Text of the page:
Rob is back home after a 4 week shopping trip buying for the Detroit Garden Works spring 2015 collection. He drove over 4000 miles, and visited over 50 garden antiques shops and shows- not to mention individual artists and craftspeople whose work he admires and would want to represent. He brought home close to 1500 pictures from his trip, some of which I will surely post. He had business in the Cotswolds in England, and had time to to visit the Burford Garden Company in the heart of the Cotswolds, in Oxfordshire. From their website:
Burford Garden Company is a family-run business, established nearly four decades ago by Nigel and Louise Johnson. We started life as a simple plant nursery on a derelict farm in the Cotswolds, where we still are today – perched above the hills in the Oxfordshire countryside. We have now grown to become home to one of England’s largest and most exciting shopping destinations. We have one of the country’s most imaginative and inspirational product ranges for the garden and the home, all hand-picked and expertly curated by our team, the people who make up Burford Garden Company. Our innovative and creative retail practices have always blazed a trail – winning medals at Chelsea Flower Show along the way – and setting new standards of excellence which have made the Store a much envied market leader in its field today.”
Rob emailed me these pictures from their bulb room. What a thrill for any gardener with a big love for spring flowering bulbs to walk into this room! There were bulbs of every description and cultivar as far as the eye could see. I would be beside myself, trying to decide which bulbs and how many. Their display was plain breathtaking – crates chock full of bulbs, and neatly arranged and labeled brown paper bags to the side. Just imagining what all these bulbs would look like in full bloom – exciting.
A roomful of brown orbs that would need to be planted when the weather has gone chilly-only a gardener who loves flowers in the spring would fall for this. Each of those brown bulbs represents the opportunity for a glorious spring moment many months away. Nature is pretty strict about the planting requirements-plant them now, or do without in March, April, and May. Even the bulbous alliums need to be planted now, for a bloom time in June. I don’t mind planting bulbs. It is an investment in the future. Most bulbs are fairly tolerant of any positioning, provided they get below ground before the ground freezes.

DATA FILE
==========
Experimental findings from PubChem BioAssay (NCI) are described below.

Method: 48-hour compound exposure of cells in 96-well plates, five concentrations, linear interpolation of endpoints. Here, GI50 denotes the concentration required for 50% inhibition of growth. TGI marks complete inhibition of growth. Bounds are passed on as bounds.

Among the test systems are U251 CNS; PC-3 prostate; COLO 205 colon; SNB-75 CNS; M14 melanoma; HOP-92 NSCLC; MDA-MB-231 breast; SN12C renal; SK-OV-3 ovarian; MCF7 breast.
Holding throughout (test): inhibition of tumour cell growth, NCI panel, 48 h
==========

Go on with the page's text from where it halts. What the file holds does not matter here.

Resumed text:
A tulip can be planted any side up. A bulb which is planted up side down does not mean game over. Tulips will sprout, and grow towards the light, no matter your planting technique. I rarely dig holes for bulbs. That method of excavating soil, setting a bulb, and refilling the hole is so tedious. And unnecessary. A perennial spade that can make the slightest slot in the ground down about 6 inches will do. Small bulbs can be pushed into the ground the requisite 3 inches with an index finger, providing you have good and friable soil.
The spring flowering bulbs we have available at Detroit Garden Works is nothing like the experience of the Burford Garden Company. We have a highly edited and quirky list of spring flowering bulbs we would not want to live without. Chionodoxa Forbesii Giant is astonishing beautiful in bloom. Though this picture (courtesy of John Sheepers Bulbs) is a very close view of a very small flower stalk, what gardener would not want this spring blue in their life! The bulbs are no bigger than a thumb – this means easy to plant. My advice-plant this fall for the spring to come. You won’t be sorry.
tulip Jaap Groot
The lily flowered tulip Mariette is a beautiful shade of dark carmine pink.